M: I think the choice to stay independent both as a band and a label defined our path for better or worse. Mostly for better of course – but as I mentioned above I think there were times that we could have spent a little more time and money making a record and that would have been a cool experience as well. But it’s not something I think about a lot, I think there’s too much to do as a musician and also as a label, to worry about things you could have done differently. I think working the way we have has allowed us to survive for the last 26 years. Making no predictions about the future!

Superchunk 2001 at Tremont Music Hall photo by Daniel Coston

CLTure: On Twitter you mentioned possibly checking out Lunchbox Records before your show at Snug Harbor. What album would you say was your best record store find? And what albums are you looking out for these days?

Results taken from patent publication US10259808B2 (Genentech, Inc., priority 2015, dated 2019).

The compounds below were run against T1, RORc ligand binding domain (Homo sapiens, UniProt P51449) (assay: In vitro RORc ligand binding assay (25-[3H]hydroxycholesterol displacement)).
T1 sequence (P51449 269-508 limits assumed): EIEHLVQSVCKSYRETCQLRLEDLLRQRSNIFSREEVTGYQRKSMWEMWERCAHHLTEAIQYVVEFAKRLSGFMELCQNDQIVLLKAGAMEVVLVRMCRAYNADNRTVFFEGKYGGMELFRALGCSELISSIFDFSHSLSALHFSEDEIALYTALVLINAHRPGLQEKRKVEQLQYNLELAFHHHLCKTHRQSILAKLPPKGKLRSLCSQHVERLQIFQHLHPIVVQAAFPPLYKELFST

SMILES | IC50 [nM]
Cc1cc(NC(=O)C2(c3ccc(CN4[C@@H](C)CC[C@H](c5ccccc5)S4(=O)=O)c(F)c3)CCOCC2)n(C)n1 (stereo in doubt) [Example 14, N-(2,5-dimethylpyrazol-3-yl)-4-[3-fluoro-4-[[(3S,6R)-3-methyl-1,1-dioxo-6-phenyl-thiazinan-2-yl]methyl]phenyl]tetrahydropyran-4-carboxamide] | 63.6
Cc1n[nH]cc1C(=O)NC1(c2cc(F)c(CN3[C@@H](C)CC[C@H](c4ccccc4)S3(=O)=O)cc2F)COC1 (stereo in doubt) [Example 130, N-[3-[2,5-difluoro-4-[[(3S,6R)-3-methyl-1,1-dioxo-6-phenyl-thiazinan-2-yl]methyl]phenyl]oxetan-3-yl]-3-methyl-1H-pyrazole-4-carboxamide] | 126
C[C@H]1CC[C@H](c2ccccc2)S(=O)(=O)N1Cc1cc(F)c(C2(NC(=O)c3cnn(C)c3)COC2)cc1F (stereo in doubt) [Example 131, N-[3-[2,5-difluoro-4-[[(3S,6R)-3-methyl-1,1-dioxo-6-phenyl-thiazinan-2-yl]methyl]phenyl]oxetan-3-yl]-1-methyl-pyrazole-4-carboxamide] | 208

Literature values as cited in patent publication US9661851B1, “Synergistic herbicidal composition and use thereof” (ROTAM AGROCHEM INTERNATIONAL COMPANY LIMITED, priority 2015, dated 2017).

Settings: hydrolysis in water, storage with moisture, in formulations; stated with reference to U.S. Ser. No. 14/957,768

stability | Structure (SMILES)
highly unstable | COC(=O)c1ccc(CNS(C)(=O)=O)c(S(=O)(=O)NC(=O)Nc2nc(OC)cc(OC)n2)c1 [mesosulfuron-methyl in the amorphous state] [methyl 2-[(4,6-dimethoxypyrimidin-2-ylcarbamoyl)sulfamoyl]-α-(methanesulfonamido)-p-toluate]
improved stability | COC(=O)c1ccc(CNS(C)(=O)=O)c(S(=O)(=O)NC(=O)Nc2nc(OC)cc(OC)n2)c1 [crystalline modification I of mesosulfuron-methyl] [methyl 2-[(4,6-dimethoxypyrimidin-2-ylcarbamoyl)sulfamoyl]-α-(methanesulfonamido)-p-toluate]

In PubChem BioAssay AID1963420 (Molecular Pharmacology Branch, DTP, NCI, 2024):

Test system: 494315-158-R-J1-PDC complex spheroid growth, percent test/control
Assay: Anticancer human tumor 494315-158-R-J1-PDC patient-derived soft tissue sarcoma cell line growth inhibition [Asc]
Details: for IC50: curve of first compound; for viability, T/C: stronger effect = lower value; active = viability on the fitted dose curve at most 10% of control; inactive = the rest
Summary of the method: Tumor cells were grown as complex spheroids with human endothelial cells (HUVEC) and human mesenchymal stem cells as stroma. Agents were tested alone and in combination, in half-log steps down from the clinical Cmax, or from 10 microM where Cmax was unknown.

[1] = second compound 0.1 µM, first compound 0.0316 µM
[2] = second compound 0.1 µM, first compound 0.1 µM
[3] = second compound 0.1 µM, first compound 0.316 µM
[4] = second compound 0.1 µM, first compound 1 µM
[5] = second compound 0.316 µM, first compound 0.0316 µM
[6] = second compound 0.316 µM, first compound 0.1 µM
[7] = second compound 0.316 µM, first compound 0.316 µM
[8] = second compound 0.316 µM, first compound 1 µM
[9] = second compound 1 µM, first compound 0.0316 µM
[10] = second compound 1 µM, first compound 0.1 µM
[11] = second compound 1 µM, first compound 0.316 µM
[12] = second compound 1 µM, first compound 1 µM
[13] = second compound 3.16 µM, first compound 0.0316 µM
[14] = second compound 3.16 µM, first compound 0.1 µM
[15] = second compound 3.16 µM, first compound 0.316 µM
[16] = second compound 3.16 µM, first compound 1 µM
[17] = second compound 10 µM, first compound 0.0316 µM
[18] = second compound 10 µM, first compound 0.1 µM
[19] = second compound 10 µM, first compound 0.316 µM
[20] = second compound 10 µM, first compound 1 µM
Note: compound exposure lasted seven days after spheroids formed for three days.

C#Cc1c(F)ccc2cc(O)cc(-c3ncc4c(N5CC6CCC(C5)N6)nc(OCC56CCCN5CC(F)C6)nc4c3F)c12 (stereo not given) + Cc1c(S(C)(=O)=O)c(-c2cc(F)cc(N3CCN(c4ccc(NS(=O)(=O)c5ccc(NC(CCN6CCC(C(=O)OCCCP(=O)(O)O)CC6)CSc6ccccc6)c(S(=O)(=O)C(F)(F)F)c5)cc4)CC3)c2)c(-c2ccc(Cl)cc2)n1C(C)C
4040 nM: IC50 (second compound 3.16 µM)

M: Wow, best record store find EVER? That’s become really hard over the last 15 years with so many record stores – even thrift stores! They look up how much stuff is worth on eBay so I don’t really expect to find something super rare, but I still look for things that I like and just know I may have to pay.

One of my favorite finds was at Vintage Vinyl in St. Louis where I found copies of The Homosexuals’ Record and The Homosexuals EP for like $2 each. The first time I went to the UK in the mid-80s I bought copies of those early Dickies singles on colored vinyl — Banana Splits, Knights in White Satin — that was a fun thing to find. In Brazil some guys took us record shopping in Rio and I came home with a box of amazing stuff.

Record shopping is fun but there are moments when I look around and think “Man, we are adding to a huge pile of crap in the world…” and it’s kinda depressing. But then I get over it and buy some records.

Catch Mac McCaughan (Superchunk & Portastatic) January 25th at Snug Harbor.

Watch the video for “Me & You & Jackie by Superchunk.